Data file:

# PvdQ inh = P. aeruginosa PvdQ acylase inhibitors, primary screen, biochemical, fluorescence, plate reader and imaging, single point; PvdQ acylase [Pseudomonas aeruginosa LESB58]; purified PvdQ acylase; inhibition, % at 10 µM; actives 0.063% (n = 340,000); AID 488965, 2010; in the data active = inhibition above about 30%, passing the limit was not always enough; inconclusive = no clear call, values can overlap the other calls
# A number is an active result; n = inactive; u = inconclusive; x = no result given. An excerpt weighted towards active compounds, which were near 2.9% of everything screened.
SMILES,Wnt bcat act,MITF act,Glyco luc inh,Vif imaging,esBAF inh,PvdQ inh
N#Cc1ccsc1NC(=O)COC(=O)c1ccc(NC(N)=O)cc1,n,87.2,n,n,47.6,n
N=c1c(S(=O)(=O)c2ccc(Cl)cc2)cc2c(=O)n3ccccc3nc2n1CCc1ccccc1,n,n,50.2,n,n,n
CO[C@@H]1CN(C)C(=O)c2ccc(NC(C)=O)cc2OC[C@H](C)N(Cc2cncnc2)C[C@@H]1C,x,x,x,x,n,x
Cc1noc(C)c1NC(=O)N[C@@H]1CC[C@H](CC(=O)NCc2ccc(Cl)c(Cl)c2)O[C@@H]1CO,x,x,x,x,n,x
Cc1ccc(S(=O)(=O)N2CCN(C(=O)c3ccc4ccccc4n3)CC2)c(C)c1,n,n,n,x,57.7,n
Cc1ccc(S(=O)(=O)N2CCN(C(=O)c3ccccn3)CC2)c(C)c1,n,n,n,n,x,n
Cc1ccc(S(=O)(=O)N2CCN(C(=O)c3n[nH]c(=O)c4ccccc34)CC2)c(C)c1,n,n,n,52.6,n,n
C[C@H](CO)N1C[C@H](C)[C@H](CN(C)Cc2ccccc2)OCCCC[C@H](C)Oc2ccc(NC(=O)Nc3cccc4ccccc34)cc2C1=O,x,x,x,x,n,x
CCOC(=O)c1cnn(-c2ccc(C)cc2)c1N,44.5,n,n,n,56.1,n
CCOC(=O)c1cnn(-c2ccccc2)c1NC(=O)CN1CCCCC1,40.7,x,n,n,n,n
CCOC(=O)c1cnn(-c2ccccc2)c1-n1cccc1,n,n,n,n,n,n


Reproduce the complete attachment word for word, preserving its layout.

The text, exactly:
# PvdQ inh = P. aeruginosa PvdQ acylase inhibitors, primary screen, biochemical, fluorescence, plate reader and imaging, single point; PvdQ acylase [Pseudomonas aeruginosa LESB58]; purified PvdQ acylase; inhibition, % at 10 µM; actives 0.063% (n = 340,000); AID 488965, 2010; in the data active = inhibition above about 30%, passing the limit was not always enough; inconclusive = no clear call, values can overlap the other calls
# A number is an active result; n = inactive; u = inconclusive; x = no result given. An excerpt weighted towards active compounds, which were near 2.9% of everything screened.
SMILES,Wnt bcat act,MITF act,Glyco luc inh,Vif imaging,esBAF inh,PvdQ inh
N#Cc1ccsc1NC(=O)COC(=O)c1ccc(NC(N)=O)cc1,n,87.2,n,n,47.6,n
N=c1c(S(=O)(=O)c2ccc(Cl)cc2)cc2c(=O)n3ccccc3nc2n1CCc1ccccc1,n,n,50.2,n,n,n
CO[C@@H]1CN(C)C(=O)c2ccc(NC(C)=O)cc2OC[C@H](C)N(Cc2cncnc2)C[C@@H]1C,x,x,x,x,n,x
Cc1noc(C)c1NC(=O)N[C@@H]1CC[C@H](CC(=O)NCc2ccc(Cl)c(Cl)c2)O[C@@H]1CO,x,x,x,x,n,x
Cc1ccc(S(=O)(=O)N2CCN(C(=O)c3ccc4ccccc4n3)CC2)c(C)c1,n,n,n,x,57.7,n
Cc1ccc(S(=O)(=O)N2CCN(C(=O)c3ccccn3)CC2)c(C)c1,n,n,n,n,x,n
Cc1ccc(S(=O)(=O)N2CCN(C(=O)c3n[nH]c(=O)c4ccccc34)CC2)c(C)c1,n,n,n,52.6,n,n
C[C@H](CO)N1C[C@H](C)[C@H](CN(C)Cc2ccccc2)OCCCC[C@H](C)Oc2ccc(NC(=O)Nc3cccc4ccccc34)cc2C1=O,x,x,x,x,n,x
CCOC(=O)c1cnn(-c2ccc(C)cc2)c1N,44.5,n,n,n,56.1,n
CCOC(=O)c1cnn(-c2ccccc2)c1NC(=O)CN1CCCCC1,40.7,x,n,n,n,n
CCOC(=O)c1cnn(-c2ccccc2)c1-n1cccc1,n,n,n,n,n,n